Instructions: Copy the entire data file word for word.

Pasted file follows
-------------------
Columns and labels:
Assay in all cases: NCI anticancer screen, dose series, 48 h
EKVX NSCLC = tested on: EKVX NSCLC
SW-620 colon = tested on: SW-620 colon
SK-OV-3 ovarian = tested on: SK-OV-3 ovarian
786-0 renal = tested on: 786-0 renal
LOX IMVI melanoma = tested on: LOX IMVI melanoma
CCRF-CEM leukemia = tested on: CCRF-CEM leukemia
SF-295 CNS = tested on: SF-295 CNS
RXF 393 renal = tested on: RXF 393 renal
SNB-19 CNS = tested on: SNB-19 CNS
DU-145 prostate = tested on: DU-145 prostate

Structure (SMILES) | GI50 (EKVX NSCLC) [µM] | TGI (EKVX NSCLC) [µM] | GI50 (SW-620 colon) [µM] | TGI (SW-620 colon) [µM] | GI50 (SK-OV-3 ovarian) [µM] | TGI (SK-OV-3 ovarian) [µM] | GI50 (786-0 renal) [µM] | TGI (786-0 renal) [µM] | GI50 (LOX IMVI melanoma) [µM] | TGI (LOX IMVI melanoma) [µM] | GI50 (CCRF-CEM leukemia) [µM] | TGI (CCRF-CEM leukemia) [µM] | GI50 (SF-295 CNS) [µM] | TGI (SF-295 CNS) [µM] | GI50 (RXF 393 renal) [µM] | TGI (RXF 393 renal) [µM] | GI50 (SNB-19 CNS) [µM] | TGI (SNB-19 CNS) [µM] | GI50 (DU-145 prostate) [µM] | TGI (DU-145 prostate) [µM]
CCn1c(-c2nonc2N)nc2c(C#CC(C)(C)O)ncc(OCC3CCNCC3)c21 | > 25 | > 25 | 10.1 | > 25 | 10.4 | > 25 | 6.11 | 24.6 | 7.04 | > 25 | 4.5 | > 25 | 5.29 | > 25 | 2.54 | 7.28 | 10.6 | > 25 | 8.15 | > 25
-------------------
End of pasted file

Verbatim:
Columns and labels:
Assay in all cases: NCI anticancer screen, dose series, 48 h
EKVX NSCLC = tested on: EKVX NSCLC
SW-620 colon = tested on: SW-620 colon
SK-OV-3 ovarian = tested on: SK-OV-3 ovarian
786-0 renal = tested on: 786-0 renal
LOX IMVI melanoma = tested on: LOX IMVI melanoma
CCRF-CEM leukemia = tested on: CCRF-CEM leukemia
SF-295 CNS = tested on: SF-295 CNS
RXF 393 renal = tested on: RXF 393 renal
SNB-19 CNS = tested on: SNB-19 CNS
DU-145 prostate = tested on: DU-145 prostate

Structure (SMILES) | GI50 (EKVX NSCLC) [µM] | TGI (EKVX NSCLC) [µM] | GI50 (SW-620 colon) [µM] | TGI (SW-620 colon) [µM] | GI50 (SK-OV-3 ovarian) [µM] | TGI (SK-OV-3 ovarian) [µM] | GI50 (786-0 renal) [µM] | TGI (786-0 renal) [µM] | GI50 (LOX IMVI melanoma) [µM] | TGI (LOX IMVI melanoma) [µM] | GI50 (CCRF-CEM leukemia) [µM] | TGI (CCRF-CEM leukemia) [µM] | GI50 (SF-295 CNS) [µM] | TGI (SF-295 CNS) [µM] | GI50 (RXF 393 renal) [µM] | TGI (RXF 393 renal) [µM] | GI50 (SNB-19 CNS) [µM] | TGI (SNB-19 CNS) [µM] | GI50 (DU-145 prostate) [µM] | TGI (DU-145 prostate) [µM]
CCn1c(-c2nonc2N)nc2c(C#CC(C)(C)O)ncc(OCC3CCNCC3)c21 | > 25 | > 25 | 10.1 | > 25 | 10.4 | > 25 | 6.11 | 24.6 | 7.04 | > 25 | 4.5 | > 25 | 5.29 | > 25 | 2.54 | 7.28 | 10.6 | > 25 | 8.15 | > 25